There’s no truth in “The Longest Ride.” There’s no truth in the personalities, no truth in the relationships, no truth in the back-story, no truth in the heart-to-heart conversations. But to say that isn’t quite enough.
There’s no truth even in the camera set-ups and the snatches of dialogue heard in the background – or even in the positioning of bodies within the frame. Everything in the movie is suffused by a vision of life that is resoundingly and evidently false, but as this vision is not repulsive, but is intended to reassure, the lies don’t produce anger or frustration. No, they bring on the laughs.
Based on the Nicholas Sparks novel, “The Longest Ride” tells the story of a bull rider and an upwardly mobile sorority girl who meet one day at the rodeo . . . But no, you don’t really want to hear this, do you?
If the movie is to be remembered for anything, it’s for the presence of Scott Eastwood in his first significant starring role. Scott is the son of you-know-who, but I forgot all about that until 20 minutes in, when I noticed the resemblance. He doesn’t have Dad’s crazed quizzical look, but he has the squint and the voice, not to mention the good looks. Scott resembles the big guy enough for that to be interesting, but not so much that it’s distracting.
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In “The Longest Ride,” Sophia (Britt Robertson) and Luke (Eastwood) are immediately confronted by the challenges and sacrifices of love. His life, well, it’s on the ranch and the rodeo circuit. But Sophia is a New Jersey girl with a love of art, who is just a couple of months away from starting an internship in New York City. Much is made of this art-gallery internship throughout the movie: Should Sophia stay with the man she loves . . . or take a job that pays no money? Hmm. Is that really a hard one?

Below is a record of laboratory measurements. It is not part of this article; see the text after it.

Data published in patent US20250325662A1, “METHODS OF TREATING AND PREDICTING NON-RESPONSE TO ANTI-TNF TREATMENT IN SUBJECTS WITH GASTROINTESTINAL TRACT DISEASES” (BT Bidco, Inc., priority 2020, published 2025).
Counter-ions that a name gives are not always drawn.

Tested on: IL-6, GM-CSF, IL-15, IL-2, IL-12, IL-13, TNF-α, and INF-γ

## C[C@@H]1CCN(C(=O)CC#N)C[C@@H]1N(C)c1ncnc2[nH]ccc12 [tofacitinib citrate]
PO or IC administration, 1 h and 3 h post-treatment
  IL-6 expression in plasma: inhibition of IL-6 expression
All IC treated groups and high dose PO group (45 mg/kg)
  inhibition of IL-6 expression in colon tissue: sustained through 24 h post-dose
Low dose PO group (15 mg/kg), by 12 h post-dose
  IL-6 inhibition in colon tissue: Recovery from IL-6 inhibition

Unfortunately, there’s only so much Sparks and screenwriter Craig Bolotin can do with the art lover/bull rider romance – how many times can they make him land on his head, after all? So the movie introduces an old man character, a forlorn and romantic geezer who just can’t shut up about the big love of his life. In Sophia’s daily visits to him, she reads a different letter that he wrote many years before, and on each occasion this introduces a flashback to the early 1940s. These flashbacks tell a second love story.
In every case, the old fellow, Ira, is remembering himself as a shy, guileless, selfless, besotted young man, but here’s what’s funny. Old Ira is played by Alan Alda, and just the sound of Alda’s voice works like an electric sign flashing the words “wise guy.” To see him acting weepy and wistful is to expect him, at any moment, to say, “Fooled you!” and start laughing. Moreover, we remember when Alda was young, and he was nothing like the sweet fellow playing Ira’s younger incarnation here. He was an abrasive, funny, know-it-all. Anyway, the effect of these Alda scenes, directed with all the solemnity of the crypt, is to keep “The Longest Ride” percolating at a level of low-grade hilarity.
“The Longest Ride” is 139 minutes long, which is amazing in itself, and not in a good way. Yes, two hours and 19 minutes for us to find out if Sophia is willing to pass up her big chance to work for free! And for Luke to decide if he’s tired of brain injury! And for Ira to . . . no, I won’t say it. But notice this: From the old lady in “Flashdance” down to this minute, when the stars of the movie are young people, the older characters really need to take out life insurance.